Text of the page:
Archive for the ‘Support’ Category



by Kaj Kandler

According to the latest Consumer Reports Tech support Survey (subscription required), independent technical support is better than the offers by manufacturers.

While manufacturers’ free support on average were able to resolve only 53% of issues, the same organizations increased their hits to 59%, when paid. Notable exceptions where Apple (80%) and Lenovo (80%), the former IBM Consumer PCs. However the support services affiliated with major retail chains did solve 84% of issues and other independent tech support organizations solved 93% of tickets. Independent and paid services were also more responsive to pick up the phone and had more knowledgeable staff.

Lets speculate, this could be a phenomenon of “I get what I’m paying for” and users of paid services are more satisfied than if it is for free. On the other hand this could be a real observation that independent tech support is better and more qualified.

I guess there are multiple effects in play. First, an independent shop can’t point the finger to some culprit outside of their jurisdiction. It is so common that the hardware manufacturer blames the OS and the OS blames the application and the application blames the driver from the hardware manufacturer. If you are independent you need to focus on solutions and not on blame.

Also, if you are paid by incident, you need to pick up the phone before the customer walks away, resulting in faster response times. In addition, if the client needs to pay for every incident, he will only bring up the really important issues, cutting down on perceived issues that a customer might have. Some folks have the attitude, “lets ask, it doesn’t cost me any extra” and in reality they ask the impossible. It would be interesting to filter out from the survey the group of people that has used both, manufacturers and independent tech support. These answers would be the best to decide who is better. For the moment I’ll give independent the benefit of the doubt and the survey results. I guess if you need to compete for each incident, you got to deliver some value.



by Kaj Kandler

On November 14th, Conficio (my company) released "Plan-B™ for" a support website for non-technical users. The release is a public beta test and a major milestone in our work.

In our press release titled "Plan-B™ for – The innovative support service for non-technical users – starts public beta test" we write:

Plan-B™ for is the first website that creates a comprehensive documentation of the application suite based on visual instructions. Kaj Kandler, founder of Conficio, is convinced "Non-technical users learn better with visual instructions like short videos." He says, "We are very excited to offer this new technology to the fast growing user base of, the free open source office suite. Plan-B™ for especially benefits users who migrate from other office suites." This service, with its easy to understand help topics, supports the on demand needs of users at all levels of expertise.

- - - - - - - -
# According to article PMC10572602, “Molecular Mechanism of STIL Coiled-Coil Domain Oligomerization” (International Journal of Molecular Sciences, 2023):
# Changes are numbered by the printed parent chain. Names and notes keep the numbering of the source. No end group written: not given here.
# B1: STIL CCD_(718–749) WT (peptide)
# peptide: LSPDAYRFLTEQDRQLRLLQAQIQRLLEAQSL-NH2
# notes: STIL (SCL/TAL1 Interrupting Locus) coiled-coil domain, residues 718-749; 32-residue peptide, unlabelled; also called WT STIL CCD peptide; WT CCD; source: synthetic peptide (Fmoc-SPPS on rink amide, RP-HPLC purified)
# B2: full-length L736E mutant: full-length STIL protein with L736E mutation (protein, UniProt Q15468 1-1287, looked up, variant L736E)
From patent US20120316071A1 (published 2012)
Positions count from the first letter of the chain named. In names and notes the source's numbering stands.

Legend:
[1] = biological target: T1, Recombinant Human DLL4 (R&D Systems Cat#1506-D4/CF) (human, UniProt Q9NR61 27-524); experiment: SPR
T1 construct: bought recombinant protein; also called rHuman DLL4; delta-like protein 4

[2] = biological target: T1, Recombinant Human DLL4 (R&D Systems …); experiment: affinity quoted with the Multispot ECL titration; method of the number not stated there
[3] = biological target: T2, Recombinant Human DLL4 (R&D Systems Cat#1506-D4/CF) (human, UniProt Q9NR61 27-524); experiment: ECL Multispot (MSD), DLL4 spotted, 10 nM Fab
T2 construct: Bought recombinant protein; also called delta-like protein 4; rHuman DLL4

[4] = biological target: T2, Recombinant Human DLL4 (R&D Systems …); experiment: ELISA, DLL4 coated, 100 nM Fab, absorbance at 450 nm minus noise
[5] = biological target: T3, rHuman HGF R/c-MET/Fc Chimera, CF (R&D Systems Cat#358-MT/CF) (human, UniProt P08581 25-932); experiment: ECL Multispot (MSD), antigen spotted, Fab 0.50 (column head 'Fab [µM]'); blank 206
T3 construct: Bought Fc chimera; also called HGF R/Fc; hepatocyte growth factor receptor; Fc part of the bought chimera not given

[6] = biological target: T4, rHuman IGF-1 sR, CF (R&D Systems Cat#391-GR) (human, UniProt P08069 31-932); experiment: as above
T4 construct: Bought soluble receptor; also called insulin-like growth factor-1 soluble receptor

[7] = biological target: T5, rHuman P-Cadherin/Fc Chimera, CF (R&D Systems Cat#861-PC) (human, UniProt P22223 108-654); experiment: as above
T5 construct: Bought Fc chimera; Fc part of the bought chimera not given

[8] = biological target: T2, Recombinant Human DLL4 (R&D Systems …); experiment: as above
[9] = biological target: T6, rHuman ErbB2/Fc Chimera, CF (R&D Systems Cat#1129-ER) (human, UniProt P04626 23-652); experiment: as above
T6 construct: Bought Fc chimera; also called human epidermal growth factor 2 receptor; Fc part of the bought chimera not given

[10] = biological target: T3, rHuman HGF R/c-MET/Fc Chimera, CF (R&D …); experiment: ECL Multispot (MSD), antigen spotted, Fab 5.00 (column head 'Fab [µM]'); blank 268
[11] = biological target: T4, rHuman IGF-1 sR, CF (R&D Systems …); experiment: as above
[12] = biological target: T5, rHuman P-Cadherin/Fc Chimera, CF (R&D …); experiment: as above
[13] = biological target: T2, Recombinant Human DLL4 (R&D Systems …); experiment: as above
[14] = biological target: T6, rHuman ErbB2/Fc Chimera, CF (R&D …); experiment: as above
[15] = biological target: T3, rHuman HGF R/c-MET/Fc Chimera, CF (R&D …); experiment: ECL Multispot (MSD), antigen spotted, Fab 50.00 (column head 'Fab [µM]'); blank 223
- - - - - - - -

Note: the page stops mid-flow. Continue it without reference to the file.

I’d like to encourage all my readers to check out this new service. I’d appreciate if you would leave a comment on this blog or send me a message through the feedback on every page that contains a screencast.

Expect me to explain the various features and benefits in the next few weeks on this blog.

And by all means, register at Plan-B for if you find the service helpful.



by Kaj Kandler

Scott Carpenter published a rather sad satire about “5 ways to save on your monthly software rental bill in the year 2056“.

Scott looks into the rear view mirror at current trends of monetizing software not with an up-front one time license but with a monthly or annual license fee. Well, as many of us know, commercial software does not really have a one-time fee anyhow. After a number of years the pressure to upgrade to the new version becomes so strong that there is no escaping. Did you know that Microsoft’s assisted support for Outlook 98 ended on January 16, 2004. This is barely five years after inception and not atypical.

So enjoy Scott carpenter’s satire and see the grain of truth he is conveying.



by Kaj Kandler

This years winners of the “Best Web Support Sites 2006” are


  1. Dell
  2. HP CPO
  3. Juniper
  4. Lucent
  5. McAfee
  6. Microsoft
  7. Reuters
  8. RM


  1. Made2Manage
  2. think3

The contest is held annually by The Association of Support Professionals (ASP), through a survey among their members. It is quite remarkable how the list changes from year to year.

The ASP also added two new companies, Microsoft and think3, to the Hall of Fame of support web sites for making the ten best four times.

Congratulations to the winners!



by Kaj Kandler

I love to help people with their computers. I also love to solve problems.

The current state of computer ‘online’ help is a problem. Wouldn’t you agree? Users have given up on using the help-menu in software applications. The typical complain goes:

1) I can’t find what I’m looking for!

2) If I find something, I have a hard time understanding the prose!

I set out to solve this problem by creating visual help.